If we would assume a part of the inferred resources would effectively be converted into M&I resources and subsequently be included in the mine plan and if we would assume 8 million tonnes of the 12.5 million tonnes across all categories (the NI43-101 rules obviously prohibit Ascendant Resources to throw Measured, Indicated and Inferred resources on one pile) would be processed, the remaining mine life at El Mochito would be around 10 years (excluding the impact of the expansion plans which could shorten the mine life but increase the annual production).
So Maverix purchased the stream based on a payback period of 4.5 years, while it reasonably expects the mine to be open for approximately 10 plus years. The mine has been operating for over 70 years, and previous operators have always been able to replenish the resources and bring the additional tonnes into a mine plan.
Conclusion: this streaming agreement makes sense for both Ascendant and Maverix. The deal obviously wasn’t risk free as Maverix will remain subject to Ascendant’s production decisions (the mine could for instance be put on care and maintenance should the zinc price collapse), but Maverix also benefits from exploration upside (more tonnes = more silver = more deliveries to Maverix Metals) and pricing upside (should the silver price increase to $20/oz, the operating margin would increase to $15/oz from the aforementioned $11.25/oz, and the payback period would decrease to a little over 3 years).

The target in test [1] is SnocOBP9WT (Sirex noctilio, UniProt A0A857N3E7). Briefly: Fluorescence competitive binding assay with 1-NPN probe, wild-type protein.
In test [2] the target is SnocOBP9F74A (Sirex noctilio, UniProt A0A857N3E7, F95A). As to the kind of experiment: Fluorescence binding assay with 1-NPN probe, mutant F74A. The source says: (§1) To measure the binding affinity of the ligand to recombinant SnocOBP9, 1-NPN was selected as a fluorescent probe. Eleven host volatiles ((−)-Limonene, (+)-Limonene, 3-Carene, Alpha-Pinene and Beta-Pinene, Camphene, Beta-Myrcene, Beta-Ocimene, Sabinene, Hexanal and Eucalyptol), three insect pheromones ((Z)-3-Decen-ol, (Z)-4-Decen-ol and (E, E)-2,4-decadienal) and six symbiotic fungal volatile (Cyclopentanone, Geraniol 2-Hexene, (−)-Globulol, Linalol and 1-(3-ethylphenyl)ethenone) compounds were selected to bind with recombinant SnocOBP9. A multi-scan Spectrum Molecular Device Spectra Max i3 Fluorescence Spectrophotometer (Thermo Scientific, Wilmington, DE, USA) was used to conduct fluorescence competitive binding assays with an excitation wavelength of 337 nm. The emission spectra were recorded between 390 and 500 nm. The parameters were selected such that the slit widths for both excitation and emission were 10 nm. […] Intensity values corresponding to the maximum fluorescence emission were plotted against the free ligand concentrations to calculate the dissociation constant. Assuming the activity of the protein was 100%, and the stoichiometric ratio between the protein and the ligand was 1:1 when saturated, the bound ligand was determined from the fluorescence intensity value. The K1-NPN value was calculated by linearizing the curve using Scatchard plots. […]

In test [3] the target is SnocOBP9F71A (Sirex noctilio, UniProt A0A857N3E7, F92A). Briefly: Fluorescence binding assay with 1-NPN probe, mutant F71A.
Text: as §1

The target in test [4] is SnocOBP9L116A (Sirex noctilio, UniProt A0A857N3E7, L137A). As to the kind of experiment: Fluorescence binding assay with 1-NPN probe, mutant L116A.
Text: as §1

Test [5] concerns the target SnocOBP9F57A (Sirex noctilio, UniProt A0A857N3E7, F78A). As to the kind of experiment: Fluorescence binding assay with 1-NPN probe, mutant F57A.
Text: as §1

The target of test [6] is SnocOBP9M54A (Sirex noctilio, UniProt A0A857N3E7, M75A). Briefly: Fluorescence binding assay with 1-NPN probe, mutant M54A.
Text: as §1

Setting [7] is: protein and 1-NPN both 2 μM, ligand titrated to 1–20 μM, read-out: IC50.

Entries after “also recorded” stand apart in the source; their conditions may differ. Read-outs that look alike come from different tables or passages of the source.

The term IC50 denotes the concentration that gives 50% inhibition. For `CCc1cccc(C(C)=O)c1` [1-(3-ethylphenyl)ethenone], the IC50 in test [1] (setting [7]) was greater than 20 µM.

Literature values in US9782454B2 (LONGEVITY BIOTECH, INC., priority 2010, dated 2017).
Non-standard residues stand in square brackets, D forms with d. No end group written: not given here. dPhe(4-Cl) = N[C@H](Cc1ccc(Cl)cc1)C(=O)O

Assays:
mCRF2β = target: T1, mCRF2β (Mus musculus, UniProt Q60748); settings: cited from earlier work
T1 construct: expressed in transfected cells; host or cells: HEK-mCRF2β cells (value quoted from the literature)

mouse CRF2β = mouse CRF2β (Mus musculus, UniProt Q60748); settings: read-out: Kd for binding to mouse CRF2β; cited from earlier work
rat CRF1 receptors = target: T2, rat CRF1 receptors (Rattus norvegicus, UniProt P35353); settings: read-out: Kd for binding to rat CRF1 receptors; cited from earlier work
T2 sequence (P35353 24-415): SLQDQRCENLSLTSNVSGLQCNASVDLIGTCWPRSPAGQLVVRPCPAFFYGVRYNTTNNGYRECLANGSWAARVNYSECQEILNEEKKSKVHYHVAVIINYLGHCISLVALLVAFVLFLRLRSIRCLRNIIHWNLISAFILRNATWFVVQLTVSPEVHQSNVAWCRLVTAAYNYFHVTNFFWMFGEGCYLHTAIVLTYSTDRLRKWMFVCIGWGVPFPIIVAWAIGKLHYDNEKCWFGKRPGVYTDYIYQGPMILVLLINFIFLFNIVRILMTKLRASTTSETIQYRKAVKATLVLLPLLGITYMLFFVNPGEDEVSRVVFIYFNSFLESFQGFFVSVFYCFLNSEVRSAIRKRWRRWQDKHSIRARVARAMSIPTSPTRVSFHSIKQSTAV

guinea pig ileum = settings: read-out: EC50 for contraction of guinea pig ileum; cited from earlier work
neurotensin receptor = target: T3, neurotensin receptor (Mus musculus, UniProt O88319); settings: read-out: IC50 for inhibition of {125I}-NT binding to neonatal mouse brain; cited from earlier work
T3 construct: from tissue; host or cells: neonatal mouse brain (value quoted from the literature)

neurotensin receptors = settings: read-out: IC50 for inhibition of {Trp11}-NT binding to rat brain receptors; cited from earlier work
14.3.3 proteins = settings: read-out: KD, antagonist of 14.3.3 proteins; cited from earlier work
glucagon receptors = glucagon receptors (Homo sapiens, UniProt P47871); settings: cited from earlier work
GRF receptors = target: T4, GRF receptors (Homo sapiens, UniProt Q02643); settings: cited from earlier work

This real-life example probably explains very well why royalty or streaming deals could be a win-win for both parties involved. Maverix is able to invest its cash while generating positive returns and for Ascendant it just was the cheapest form of capital that was available to advance their expansion project at El Mochito. Win-win.
The brief history of Maverix Metals and its competitive advantage
As mentioned in the introduction, Maverix is a relatively new company as it only started trading on July 11th, 2016. Less than three years ago.